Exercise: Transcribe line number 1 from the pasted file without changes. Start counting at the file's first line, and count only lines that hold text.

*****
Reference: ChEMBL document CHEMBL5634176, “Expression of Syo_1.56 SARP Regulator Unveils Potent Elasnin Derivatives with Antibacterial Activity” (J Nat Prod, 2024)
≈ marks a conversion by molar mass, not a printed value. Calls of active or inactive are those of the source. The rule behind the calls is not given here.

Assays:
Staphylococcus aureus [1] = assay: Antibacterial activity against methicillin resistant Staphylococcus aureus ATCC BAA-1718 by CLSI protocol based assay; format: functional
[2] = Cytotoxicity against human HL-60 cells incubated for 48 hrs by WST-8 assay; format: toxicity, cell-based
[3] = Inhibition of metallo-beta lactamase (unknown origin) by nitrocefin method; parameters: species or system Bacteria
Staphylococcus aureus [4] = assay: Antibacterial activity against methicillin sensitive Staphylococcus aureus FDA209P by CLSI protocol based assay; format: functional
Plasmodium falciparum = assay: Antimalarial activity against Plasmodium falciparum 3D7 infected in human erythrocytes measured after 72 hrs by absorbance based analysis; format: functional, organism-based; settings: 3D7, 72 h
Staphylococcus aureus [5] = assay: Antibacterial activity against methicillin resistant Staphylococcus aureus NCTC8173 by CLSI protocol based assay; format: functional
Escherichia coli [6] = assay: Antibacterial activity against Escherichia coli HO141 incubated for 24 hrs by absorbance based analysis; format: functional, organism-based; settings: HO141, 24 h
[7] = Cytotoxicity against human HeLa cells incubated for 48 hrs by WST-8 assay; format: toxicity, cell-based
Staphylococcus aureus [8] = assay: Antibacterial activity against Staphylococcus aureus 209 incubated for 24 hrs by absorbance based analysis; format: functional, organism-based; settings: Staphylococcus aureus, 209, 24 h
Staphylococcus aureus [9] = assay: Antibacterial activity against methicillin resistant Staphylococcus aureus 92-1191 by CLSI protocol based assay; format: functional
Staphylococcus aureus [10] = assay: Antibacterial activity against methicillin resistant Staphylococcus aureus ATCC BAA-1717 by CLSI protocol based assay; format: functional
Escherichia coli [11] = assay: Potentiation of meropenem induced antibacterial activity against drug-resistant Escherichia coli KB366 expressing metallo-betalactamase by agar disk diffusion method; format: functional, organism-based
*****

Reference: ChEMBL document CHEMBL5634176, “Expression of Syo_1.56 SARP Regulator Unveils Potent Elasnin Derivatives with Antibacterial Activity” (J Nat Prod, 2024)